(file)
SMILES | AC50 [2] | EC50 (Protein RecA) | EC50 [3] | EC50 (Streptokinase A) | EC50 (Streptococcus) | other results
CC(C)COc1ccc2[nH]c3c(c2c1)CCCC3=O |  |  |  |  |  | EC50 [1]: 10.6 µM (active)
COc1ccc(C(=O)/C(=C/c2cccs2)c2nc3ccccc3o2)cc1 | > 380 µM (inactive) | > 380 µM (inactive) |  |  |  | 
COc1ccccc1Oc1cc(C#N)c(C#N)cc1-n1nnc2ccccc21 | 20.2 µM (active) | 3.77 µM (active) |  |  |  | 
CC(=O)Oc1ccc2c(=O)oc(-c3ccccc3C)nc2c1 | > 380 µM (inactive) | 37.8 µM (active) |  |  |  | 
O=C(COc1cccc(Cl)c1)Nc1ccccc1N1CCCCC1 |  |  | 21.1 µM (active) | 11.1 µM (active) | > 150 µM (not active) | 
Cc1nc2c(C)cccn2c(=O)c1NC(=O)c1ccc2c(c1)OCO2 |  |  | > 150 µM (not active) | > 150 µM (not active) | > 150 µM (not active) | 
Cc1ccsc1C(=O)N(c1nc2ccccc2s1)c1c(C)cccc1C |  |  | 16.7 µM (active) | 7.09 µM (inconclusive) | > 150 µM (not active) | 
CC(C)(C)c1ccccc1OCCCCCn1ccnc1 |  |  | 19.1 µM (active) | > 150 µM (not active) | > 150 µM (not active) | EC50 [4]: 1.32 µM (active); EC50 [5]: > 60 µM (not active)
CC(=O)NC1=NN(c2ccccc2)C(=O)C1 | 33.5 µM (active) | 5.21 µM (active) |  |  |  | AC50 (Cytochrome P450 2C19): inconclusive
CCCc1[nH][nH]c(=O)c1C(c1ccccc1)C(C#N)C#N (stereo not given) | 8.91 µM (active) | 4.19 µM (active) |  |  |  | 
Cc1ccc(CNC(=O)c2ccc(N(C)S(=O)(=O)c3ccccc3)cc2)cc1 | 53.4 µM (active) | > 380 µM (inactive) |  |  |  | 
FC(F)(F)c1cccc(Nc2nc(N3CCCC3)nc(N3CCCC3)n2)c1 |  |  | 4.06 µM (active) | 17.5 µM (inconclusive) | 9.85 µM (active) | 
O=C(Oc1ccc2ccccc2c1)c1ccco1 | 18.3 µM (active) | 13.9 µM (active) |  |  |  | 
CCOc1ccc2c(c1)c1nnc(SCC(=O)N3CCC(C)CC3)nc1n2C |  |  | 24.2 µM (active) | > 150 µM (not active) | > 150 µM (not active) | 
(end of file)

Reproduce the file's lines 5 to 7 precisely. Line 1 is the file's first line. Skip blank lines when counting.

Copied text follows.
CC(=O)Oc1ccc2c(=O)oc(-c3ccccc3C)nc2c1 | > 380 µM (inactive) | 37.8 µM (active) |  |  |  | 
O=C(COc1cccc(Cl)c1)Nc1ccccc1N1CCCCC1 |  |  | 21.1 µM (active) | 11.1 µM (active) | > 150 µM (not active) | 
Cc1nc2c(C)cccn2c(=O)c1NC(=O)c1ccc2c(c1)OCO2 |  |  | > 150 µM (not active) | > 150 µM (not active) | > 150 µM (not active) | 